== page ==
UPDATE: Statement from the National Center for Science Education:
Otherwise a typical instance of the "academic freedom" strategy for undermining the integrity of science education, HB 13-1089 was unusual in targeting higher education as well as K-12 education. The primary sponsors of HB 13-1089 were Stephen Humphrey (R-District 48) in the House and Scott Renfroe (R-District 13) in the Senate — in Colorado, bills in either house of the legislature will have a sponsor in the other house. Among those testifying for the bill was a representative of the Discovery Institute, who claimed that his organization helped to draft the bill. Among those testifying against the bill were representatives of the Colorado Association of School Boards, the Colorado Education Association, and the Colorado Alliance for Environmental Education.
"One down, seven to go," commented NCSE's executive director Eugenie C. Scott, alluding to the seven bills still active — Arizona's Senate Bill 1213, Indiana's House Bill 1283, Missouri's House Bill 179 and House Bill 291, Montana's House Bill 183, and Oklahoma's Senate Bill 758 and House Bill 1674 — that would undermine the teaching of evolution and climate change in the public schools. (A further bill, Texas's House Bill 285, which would protect faculty and students in higher education from persecution over their acceptance of "intelligent design or other alternate theories of the origination and development of organisms," is also still active.) "But this victory in Colorado was too close," Scott added. "People in Colorado and elsewhere need to understand that these bills would be nothing but trouble: scientifically misleading, pedagogically unnecessary, and likely to produce administrative, legal, and economic headaches."
Here's a fascinating clip of audio from yesterday's hearing in the Colorado House Education Committee on House Bill 13-1089–the bill from the conservative American Legislative Exchange Council (ALEC) to "foster a culture of tolerance," according to sponsor Rep. Steve Humphrey, for students whose views on certain matters of science may be "out of the mainstream" on such matters as evolution and climate change. The bill was killed yesterday in the House Ed Committee, but not before this memorable exchange between GOP Rep. Chris Holbert and Katie Navin, Executive Director of the Colorado Alliance for Environmental Education:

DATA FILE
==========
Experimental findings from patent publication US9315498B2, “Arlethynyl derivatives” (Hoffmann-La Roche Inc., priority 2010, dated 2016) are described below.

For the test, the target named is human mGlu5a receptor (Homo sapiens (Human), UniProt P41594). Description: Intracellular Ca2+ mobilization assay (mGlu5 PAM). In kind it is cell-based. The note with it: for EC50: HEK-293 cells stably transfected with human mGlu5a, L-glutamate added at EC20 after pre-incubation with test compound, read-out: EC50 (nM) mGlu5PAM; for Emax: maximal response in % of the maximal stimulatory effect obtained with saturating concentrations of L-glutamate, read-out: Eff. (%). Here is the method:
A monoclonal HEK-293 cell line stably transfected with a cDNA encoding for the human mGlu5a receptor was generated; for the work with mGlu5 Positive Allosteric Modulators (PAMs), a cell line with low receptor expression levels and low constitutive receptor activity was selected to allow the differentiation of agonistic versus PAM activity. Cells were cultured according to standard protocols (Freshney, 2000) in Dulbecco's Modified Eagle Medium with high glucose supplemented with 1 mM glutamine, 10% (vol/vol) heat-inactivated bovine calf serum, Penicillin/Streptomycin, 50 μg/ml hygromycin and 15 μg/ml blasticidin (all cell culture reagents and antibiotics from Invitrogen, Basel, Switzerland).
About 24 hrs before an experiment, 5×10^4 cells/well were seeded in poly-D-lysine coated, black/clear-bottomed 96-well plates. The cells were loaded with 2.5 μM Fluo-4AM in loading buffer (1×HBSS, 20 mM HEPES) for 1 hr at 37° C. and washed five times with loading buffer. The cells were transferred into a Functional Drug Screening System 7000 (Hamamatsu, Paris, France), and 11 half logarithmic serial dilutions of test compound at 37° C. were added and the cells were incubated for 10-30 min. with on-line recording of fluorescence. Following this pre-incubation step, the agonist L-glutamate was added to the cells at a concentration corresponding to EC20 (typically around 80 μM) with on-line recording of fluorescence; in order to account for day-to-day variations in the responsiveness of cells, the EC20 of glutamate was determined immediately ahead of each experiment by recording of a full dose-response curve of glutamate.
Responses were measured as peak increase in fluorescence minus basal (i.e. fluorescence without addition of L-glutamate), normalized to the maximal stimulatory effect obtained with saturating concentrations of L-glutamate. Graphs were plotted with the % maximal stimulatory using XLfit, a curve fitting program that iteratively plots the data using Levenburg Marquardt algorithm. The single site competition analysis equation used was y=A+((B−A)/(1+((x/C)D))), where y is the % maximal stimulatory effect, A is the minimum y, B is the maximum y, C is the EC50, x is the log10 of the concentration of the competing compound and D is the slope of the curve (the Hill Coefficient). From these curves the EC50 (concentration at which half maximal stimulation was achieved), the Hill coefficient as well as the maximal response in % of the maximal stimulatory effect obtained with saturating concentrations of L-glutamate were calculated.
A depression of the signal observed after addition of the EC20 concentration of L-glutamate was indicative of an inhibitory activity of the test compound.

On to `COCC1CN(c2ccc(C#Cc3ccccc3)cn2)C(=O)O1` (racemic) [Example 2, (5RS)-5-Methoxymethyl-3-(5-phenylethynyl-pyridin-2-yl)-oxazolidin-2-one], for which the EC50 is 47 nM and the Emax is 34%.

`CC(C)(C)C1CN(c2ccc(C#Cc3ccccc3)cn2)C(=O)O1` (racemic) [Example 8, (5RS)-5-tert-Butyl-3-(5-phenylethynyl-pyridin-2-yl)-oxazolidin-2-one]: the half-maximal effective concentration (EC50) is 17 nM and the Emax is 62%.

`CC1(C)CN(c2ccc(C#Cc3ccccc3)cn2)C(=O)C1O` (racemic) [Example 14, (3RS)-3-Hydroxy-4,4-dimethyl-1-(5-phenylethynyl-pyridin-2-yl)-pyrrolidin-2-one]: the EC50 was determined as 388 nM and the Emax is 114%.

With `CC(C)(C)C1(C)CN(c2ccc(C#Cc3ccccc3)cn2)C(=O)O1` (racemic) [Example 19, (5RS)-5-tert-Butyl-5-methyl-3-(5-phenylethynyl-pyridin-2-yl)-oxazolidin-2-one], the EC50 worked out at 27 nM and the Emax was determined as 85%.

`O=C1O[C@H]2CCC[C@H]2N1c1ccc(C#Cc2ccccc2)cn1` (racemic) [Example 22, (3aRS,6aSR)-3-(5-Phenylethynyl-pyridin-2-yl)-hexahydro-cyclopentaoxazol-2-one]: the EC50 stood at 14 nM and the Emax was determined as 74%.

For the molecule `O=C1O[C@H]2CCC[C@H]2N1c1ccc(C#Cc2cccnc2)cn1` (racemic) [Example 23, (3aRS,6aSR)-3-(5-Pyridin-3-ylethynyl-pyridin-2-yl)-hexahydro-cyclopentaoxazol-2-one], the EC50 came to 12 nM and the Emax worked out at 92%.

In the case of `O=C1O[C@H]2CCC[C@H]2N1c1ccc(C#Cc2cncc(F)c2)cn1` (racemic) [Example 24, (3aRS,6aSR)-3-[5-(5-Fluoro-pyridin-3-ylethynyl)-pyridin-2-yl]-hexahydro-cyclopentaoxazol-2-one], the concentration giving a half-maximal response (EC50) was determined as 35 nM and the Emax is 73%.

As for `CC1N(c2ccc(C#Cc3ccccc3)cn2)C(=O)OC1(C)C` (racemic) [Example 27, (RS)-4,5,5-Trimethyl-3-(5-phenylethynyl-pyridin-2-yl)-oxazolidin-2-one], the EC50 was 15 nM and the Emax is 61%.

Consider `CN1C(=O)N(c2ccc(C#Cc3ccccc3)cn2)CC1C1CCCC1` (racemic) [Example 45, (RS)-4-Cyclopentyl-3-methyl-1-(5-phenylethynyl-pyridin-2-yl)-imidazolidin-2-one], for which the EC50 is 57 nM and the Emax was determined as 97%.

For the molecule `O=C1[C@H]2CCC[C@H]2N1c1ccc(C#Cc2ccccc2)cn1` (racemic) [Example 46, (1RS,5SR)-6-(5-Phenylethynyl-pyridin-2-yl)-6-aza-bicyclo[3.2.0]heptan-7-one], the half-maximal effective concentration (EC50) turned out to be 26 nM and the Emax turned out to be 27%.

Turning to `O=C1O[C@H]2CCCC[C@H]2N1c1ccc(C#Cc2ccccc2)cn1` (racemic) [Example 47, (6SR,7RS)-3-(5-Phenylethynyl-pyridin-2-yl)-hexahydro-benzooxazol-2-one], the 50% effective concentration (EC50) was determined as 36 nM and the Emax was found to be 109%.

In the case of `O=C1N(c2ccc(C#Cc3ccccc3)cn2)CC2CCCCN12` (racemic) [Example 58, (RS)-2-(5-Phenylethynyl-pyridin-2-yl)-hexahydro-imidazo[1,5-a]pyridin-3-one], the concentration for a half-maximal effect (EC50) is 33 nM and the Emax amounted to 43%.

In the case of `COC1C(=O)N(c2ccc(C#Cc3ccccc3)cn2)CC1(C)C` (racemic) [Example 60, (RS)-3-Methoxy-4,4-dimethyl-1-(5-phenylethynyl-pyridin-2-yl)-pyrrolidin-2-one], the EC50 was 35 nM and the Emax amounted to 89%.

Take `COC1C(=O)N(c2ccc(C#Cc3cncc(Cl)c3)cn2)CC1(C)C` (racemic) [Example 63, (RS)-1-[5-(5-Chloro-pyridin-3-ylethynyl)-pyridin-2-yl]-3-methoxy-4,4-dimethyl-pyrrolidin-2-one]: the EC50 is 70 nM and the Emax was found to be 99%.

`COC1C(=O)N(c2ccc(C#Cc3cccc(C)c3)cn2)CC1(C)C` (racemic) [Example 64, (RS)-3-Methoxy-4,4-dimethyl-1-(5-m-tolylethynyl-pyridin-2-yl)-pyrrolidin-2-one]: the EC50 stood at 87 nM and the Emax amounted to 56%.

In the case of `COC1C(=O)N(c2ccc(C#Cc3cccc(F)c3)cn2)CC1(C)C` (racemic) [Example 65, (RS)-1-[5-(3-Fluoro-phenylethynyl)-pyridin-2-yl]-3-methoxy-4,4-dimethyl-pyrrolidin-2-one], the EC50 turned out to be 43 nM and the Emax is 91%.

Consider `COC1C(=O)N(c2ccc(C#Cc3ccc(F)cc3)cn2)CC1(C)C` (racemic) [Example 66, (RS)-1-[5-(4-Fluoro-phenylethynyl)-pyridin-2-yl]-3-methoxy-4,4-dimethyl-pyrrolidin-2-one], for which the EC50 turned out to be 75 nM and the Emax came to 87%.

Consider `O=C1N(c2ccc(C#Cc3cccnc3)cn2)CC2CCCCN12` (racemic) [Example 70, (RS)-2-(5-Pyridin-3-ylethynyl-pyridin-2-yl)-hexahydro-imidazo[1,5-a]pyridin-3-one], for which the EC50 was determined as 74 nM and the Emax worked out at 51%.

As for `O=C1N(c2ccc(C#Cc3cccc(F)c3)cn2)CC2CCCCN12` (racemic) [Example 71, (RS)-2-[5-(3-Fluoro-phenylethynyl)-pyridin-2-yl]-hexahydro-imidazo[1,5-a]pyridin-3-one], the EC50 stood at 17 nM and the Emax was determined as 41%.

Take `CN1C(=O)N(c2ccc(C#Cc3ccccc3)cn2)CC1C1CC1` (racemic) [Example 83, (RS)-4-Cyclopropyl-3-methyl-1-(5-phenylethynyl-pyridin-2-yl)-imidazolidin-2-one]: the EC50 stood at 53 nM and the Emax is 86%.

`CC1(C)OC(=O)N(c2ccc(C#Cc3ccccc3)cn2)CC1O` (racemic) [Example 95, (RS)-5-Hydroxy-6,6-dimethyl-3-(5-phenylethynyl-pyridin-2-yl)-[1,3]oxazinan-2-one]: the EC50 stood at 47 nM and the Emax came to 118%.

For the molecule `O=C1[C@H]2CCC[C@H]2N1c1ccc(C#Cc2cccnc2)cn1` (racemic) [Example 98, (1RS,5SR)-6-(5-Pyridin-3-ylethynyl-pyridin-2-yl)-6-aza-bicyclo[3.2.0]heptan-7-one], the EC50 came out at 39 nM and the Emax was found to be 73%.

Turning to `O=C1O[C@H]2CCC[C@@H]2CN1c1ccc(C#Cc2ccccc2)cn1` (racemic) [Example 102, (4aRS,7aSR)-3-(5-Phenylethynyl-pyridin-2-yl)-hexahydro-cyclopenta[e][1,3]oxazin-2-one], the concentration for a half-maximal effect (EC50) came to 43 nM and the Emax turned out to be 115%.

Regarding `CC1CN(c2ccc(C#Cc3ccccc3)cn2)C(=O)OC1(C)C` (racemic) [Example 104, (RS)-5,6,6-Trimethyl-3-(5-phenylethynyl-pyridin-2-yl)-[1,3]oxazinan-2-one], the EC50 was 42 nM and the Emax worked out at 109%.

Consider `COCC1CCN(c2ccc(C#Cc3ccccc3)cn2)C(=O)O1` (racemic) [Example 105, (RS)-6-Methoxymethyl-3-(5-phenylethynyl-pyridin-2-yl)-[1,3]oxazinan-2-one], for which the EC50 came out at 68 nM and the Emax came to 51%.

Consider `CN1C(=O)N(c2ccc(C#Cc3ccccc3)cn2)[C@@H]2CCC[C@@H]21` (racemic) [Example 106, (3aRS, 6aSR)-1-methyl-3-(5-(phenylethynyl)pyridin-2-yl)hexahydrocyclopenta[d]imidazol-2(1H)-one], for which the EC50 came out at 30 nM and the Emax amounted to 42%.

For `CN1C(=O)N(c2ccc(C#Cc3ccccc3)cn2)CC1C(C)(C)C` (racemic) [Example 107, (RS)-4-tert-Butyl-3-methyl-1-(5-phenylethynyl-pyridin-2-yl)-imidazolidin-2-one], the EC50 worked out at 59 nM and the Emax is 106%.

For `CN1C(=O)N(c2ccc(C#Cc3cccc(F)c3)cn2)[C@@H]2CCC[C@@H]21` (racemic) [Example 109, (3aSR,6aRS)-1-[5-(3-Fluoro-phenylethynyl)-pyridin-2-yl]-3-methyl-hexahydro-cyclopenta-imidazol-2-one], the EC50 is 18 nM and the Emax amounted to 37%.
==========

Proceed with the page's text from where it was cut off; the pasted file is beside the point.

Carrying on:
Can't see the audio player? Click here.
HOLBERT: Thank you, Madam Chair. Ms. Nevin, I wonder if you could describe any efforts by your group or others around the state to empower, encourage, enable, teachers and students to, especially in the high school environment, to, um, to discount what I believe to be the myth of climate change and global warming. [Pols emphasis] You referred to that as a "theory," so if that, if that is a theory, um, I hope that we are again encouraging and empowering to take a position where they could just absolutely attack that as nonsense.
NAVIN: Um, I think that (Oh, thank you), I think there's general, the general populace uses the word "theory" differently than it is used in science. And so a theory is pretty much as close to fact as you can get. Gravity is a theory in science, but you know we all drop something and I'm pretty sure it's going to hit the ground. So really, I think the language of the bill lacks clarity in describing what a theory is, in terms of discussing the strengths and weaknesses towards it. Did that answer the question?
CHAIR: Representative Holbert, do you want to ask, uh, the question differently?
HOLBERT: Does your, does your group do anything to encourage, communicate to students, uh, in K through 12 or higher ed, um, the, the, uh, to oppose, to encourage them to speak out and oppose things, because it's my impression that, that my sons are being taught one side of that. That it is, in fact "fact," and, and it's not.
It's not the first time we've felt honest-to-God sympathy for a witness in a legislative hearing, but seriously, folks. Any person with a background in academia subjected to this kind of painfully lowbrow questioning, but still retaining their professional obligation to not let the questioner know he is a blathering idiot, is deserving of your sympathy.
You might even come to the conclusion that a person with these kinds of…misconceptions about education and science has no business on the House Education Committee to begin with, but but parties get to make their selections for committees. In this case, much like having Rep. Janak "Dr. Nick" Joshi fronting health care bills, it's safe to say Republicans are not putting their best foot forward in Rep. Chris Holbert.